Fast-forward to the 2000s, and you realized that this was not your grandfather’s Consumer Reports: The reviews highlighted reliability, but acceleration and handling were no longer guilty pleasures to be left to discussion by the auto-magazine reviewers.

  • avatar

    Ha Ha, I was the one that called them out about their BS ratings and obvious discrepancies with their recommendations vs their statistics as posted in their magazine last year and they were quite pompous and somewhat nasty about it when confronted. Watching them have to retract their recommendation and eat crow is quite satisfying. Their coverage of Tesla has been beyond biased and it is coming back to bite them in their you know what.

  • avatar

    Sold to you, sucker. Ferrari is at peak profitability after a 20-year run of rapidly expanding production of ever-pricier cars for sales into pools of rapidly expanding wealth in China, Eastern Europe, and the Middle East. US and Euro unit sales are relatively flat, and we’re now seeing a big slowdown in China along with a loss of petrodollar income streams in the Middle East & Russia.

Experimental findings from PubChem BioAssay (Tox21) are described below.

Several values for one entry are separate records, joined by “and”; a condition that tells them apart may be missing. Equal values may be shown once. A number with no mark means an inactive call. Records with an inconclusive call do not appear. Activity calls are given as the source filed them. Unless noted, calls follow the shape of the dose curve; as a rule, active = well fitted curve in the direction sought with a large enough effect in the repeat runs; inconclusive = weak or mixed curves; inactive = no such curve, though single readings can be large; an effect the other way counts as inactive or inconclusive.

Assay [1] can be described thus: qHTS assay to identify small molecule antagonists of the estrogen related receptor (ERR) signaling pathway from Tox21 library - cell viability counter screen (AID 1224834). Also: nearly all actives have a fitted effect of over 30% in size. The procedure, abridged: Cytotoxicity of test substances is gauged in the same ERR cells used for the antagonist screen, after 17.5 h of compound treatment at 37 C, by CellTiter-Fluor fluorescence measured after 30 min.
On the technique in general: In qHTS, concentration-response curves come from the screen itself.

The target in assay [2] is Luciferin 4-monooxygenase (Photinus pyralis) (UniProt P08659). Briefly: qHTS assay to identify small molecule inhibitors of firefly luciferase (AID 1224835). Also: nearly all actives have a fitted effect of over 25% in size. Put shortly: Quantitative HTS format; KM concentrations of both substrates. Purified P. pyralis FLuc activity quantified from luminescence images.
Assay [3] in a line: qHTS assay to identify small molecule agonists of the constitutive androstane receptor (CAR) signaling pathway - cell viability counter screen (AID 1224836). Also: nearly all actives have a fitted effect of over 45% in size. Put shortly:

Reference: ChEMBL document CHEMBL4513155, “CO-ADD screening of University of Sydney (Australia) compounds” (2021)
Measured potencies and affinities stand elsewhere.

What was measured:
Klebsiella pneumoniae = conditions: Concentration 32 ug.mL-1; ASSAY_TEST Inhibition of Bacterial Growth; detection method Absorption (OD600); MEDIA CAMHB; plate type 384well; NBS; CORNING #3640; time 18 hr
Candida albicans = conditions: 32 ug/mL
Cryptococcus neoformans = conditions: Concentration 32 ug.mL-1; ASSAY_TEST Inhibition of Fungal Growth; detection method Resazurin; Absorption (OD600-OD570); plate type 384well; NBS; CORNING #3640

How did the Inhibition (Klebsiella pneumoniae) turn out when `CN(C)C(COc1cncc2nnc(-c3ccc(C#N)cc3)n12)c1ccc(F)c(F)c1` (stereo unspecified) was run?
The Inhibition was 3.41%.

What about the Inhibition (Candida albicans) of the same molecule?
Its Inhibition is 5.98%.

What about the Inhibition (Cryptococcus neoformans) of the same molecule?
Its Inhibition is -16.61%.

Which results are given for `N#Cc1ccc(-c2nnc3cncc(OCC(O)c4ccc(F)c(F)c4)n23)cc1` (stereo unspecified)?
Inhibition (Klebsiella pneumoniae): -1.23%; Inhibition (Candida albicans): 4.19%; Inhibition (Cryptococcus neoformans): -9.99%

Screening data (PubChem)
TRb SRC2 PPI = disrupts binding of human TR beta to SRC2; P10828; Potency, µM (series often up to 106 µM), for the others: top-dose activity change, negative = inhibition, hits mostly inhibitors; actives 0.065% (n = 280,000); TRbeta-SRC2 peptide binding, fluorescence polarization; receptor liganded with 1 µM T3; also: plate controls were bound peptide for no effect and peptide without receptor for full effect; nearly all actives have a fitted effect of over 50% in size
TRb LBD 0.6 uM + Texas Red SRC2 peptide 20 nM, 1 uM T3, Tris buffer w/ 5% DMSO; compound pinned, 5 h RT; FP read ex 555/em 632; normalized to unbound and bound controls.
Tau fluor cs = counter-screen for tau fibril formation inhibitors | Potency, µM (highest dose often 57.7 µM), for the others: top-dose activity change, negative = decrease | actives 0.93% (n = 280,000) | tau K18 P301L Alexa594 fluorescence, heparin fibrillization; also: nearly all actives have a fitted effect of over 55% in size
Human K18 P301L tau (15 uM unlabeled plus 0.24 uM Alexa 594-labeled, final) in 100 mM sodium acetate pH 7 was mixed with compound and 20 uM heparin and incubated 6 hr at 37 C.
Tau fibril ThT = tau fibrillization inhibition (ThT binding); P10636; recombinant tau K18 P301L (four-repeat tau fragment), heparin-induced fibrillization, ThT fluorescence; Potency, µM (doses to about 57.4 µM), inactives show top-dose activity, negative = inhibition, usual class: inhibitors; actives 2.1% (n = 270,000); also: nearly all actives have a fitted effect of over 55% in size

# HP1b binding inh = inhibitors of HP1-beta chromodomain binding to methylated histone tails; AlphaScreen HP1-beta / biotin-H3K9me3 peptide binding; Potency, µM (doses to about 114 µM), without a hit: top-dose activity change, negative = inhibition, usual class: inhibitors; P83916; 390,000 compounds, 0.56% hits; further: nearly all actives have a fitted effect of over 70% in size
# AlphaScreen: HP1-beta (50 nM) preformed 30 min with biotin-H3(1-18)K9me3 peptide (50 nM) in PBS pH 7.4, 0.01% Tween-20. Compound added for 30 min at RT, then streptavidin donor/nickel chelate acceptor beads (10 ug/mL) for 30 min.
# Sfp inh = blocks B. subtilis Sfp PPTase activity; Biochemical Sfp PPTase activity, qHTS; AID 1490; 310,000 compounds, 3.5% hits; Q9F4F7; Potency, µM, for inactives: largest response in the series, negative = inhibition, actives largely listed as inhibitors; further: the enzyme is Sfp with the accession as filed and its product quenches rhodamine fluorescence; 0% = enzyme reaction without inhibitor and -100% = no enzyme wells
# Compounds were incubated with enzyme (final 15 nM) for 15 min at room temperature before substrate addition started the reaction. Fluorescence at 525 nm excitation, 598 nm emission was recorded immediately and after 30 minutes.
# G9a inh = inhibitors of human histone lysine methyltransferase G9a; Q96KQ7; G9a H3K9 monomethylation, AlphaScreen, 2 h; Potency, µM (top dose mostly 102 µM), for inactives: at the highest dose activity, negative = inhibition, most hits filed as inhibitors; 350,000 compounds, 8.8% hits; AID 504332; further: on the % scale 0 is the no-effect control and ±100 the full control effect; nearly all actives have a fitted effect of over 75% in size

Over time they’ll lose whatever pricing leverage they had with suppliers, now that they’re decoupled from FCA’s broader buying power. The cost of creating high-technology high-performance cars will increase, too, and McLaren is providing real competition. This stock is a luxury good based on fundamentals that are far more likely to deteriorate than grow over the next five years.

    I *hope* I’m wrong, but I’m feeling pretty cynical about this IPO.

  • avatar

    “It – was – the – Dukes! It – was – the – Dukes!”

  • avatar

    Great movie.

    I also like my Ferrari shirts. Expensive, but good quality.